Sig Sauer P365 XMacro Review

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A gun that’s easier to carry concealed usually comes with trade-offs like reduced capacity, less grip real estate, and more muzzle rise. But then came guns like the Sig Sauer P365, which significantly increased the capacity of sub-compact pistols. Then Sig once again pushed the capacity of a compact handgun when they introduced the P365 XMacro, which added five rounds to the P356 for a total of 17+1 capacity. The XMacro also increased the grip real estate and cut down on muzzle flip. 

I don’t like switching up my primary carry gun, but the XMacro had enough new features to get me to check one out at my local gun store—I bought it that day. Since then, I’ve put 800 rounds through it, and I’m ready to share what I think of the gun. 

P365 XMacro Specs and Key Features

  • Caliber: 9mm Luger
  • Sights: X-RAY3 Day/Night Sights
  • Overall Length: 6.6 inches
  • Overall Width: 1.1 inches
  • Height: 5.2 inches
  • Barrel Length: 3.1 inches
  • Weight: 21.5 ounces
  • Action: Striker
  • Accessory Rail: M1913

Optics Ready

The Sig P365 XMacro is cut for an RMS Shield footprint. Some popular red dot options that fit that footprint are the Sig Sauer ROMEOZero, Holosun EPS Carry, Bushnell RX Micro, and Leupold DeltaPoint Pro


The XMacro comes with Sig’s XRAY3 sights. During the day, the bright green, fluorescent polymer front sight is easily visible, and the blacked-out rear sight helps with front sight focus. At night, the tritium front sight glows bright, and two small rear tritium dots help with sight alignment. 


Macro compensator
The XMacro’s barrel is shorter than the slide. Scott Einsmann

Compensators on carry guns is a growing trend, but it usually means you need a threaded barrel to attach a compensator. The XMacro has a unique way of redirecting gas like a compensator but without attaching anything to the end of the barrel. The slide is longer than the barrel, and it has cuts at the top to vent gas. 

Does it work? One of the first things I noticed about the XMacro was that it was an exceptionally flat shooting gun. Compared to my M&P Shield, there is significantly less muzzle flip. You can see the gas being directed straight up in photos I took during testing. 

Length, Width, Weight 

Size comparison
(Top to bototm) M&P Shield, Sig Macro, and M&P M2.0. Scott Einsmann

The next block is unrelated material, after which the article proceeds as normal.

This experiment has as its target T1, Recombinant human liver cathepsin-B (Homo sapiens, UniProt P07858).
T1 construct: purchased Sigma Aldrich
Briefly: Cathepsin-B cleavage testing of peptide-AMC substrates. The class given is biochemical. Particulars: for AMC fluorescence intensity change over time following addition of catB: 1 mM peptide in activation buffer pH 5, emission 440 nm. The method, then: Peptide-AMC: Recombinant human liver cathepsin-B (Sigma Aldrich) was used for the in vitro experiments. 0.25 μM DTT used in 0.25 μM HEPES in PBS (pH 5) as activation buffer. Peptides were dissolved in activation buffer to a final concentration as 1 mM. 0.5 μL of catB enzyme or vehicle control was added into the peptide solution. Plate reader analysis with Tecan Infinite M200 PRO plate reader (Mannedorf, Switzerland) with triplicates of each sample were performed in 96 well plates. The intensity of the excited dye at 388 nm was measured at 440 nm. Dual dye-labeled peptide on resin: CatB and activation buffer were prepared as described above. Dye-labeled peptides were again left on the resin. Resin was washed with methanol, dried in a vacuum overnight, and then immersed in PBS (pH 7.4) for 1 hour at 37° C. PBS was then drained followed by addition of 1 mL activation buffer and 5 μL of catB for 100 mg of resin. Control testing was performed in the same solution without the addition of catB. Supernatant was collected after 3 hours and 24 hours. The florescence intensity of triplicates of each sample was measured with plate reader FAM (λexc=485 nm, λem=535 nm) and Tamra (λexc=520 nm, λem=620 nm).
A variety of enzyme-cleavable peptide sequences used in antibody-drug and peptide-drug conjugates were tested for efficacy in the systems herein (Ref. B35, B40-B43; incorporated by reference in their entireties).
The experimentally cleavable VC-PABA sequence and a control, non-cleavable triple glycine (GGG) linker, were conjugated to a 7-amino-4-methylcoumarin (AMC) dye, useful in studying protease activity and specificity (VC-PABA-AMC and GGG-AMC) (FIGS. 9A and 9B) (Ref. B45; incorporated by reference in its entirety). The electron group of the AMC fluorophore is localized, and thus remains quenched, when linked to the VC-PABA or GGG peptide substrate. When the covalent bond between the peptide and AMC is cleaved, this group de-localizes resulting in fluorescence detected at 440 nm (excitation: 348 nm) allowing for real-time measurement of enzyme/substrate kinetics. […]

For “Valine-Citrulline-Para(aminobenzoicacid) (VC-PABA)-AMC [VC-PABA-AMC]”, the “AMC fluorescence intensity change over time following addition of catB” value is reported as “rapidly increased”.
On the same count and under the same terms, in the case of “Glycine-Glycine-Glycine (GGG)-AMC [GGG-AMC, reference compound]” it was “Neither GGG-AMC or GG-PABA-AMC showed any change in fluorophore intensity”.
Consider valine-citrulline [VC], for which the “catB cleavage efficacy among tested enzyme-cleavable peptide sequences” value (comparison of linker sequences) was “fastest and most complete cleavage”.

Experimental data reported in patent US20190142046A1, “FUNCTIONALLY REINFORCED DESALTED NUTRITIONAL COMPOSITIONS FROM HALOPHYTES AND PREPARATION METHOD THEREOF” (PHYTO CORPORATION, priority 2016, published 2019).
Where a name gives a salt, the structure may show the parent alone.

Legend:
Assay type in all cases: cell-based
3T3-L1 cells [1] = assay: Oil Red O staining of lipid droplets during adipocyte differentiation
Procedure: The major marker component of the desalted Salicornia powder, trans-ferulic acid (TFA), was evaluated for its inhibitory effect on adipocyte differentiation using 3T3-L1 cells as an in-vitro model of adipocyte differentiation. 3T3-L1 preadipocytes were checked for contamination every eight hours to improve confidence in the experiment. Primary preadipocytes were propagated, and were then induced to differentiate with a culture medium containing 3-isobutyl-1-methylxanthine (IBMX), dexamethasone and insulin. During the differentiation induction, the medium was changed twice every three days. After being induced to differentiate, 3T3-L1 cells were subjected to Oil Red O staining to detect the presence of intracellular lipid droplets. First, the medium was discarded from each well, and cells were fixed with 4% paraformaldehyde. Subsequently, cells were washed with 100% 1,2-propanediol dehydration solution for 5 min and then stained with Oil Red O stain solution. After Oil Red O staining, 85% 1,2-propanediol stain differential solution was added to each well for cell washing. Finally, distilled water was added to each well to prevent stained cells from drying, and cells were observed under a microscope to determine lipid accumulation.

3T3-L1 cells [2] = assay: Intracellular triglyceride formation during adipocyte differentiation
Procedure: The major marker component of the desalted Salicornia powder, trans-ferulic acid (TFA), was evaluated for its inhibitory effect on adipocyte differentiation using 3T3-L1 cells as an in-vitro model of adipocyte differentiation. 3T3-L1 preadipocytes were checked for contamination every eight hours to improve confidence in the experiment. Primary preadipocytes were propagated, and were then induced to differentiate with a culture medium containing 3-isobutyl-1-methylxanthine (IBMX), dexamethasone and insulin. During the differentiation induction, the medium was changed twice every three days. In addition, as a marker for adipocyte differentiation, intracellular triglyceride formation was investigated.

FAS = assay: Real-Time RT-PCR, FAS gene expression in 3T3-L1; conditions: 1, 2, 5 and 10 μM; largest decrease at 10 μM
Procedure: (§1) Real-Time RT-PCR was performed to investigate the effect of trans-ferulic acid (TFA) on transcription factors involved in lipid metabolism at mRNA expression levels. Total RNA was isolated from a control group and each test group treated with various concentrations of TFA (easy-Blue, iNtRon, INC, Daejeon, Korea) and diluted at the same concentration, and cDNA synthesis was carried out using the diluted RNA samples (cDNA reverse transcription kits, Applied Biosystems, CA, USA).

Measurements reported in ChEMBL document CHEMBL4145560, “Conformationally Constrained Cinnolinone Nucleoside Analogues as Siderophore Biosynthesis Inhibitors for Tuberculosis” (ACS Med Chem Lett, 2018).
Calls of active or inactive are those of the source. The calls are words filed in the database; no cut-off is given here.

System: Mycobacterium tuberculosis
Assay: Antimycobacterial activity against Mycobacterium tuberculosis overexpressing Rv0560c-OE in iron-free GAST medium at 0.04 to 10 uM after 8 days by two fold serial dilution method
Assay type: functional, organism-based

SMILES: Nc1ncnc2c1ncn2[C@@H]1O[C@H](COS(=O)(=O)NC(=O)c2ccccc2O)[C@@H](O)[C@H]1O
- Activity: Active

You can look at the official specs in the list above, but here are some additional specs to give you an idea of the XMacro’s size.

On my scale, an unloaded XMacro with a Holosun EPS mounted weighed 1 pound 6 ounces. 

From the end of the beavertail to the front of the slide, the gun measures 6 ⅝ inches. The gun is 5 ¼ inches from the top of the slide to the bottom of the mag. It’s 1-inch wide at its widest point, the mag well. 


The XMacro is just 1-inch wide, but it has a 17-round capacity with flush-fit magazines—no extensions needed. It’s quite a feat to get full-size handgun capacity into a carry gun, but it comes at a compromise. As you get the 15th round seated, you’ll notice that the following two rounds are very difficult to load. If you want to load to full capacity, a magazine loader is the only way to make the process not an exercise in frustration. Sig includes a mag loader with the gun. 

Read Next: Best Handguns

Testing the Sig P365 XMacro on the Range 

I’ve shot 800 rounds through my XMacro, which included Federal HST, Speer Gold Dot G2, American Eagle, Federal Syntech, Blazer Brass, and Winchester White Box. During those 800 rounds, I never cleaned or lubed the gun and had zero malfunctions. That includes range sessions where I was shooting in the rain, dusty conditions, and dropped mags in the dirt. 

Here is what I think of the XMacro’s trigger, ergonomics, recoil, and ease of carrying based on my time shooting it. 

Read Next: Best 9mm Ammo


Let’s start with my least favorite thing about the XMacro, the trigger. It’s a long trigger pull with no defined stopping point. It just continuously creeps along until it breaks.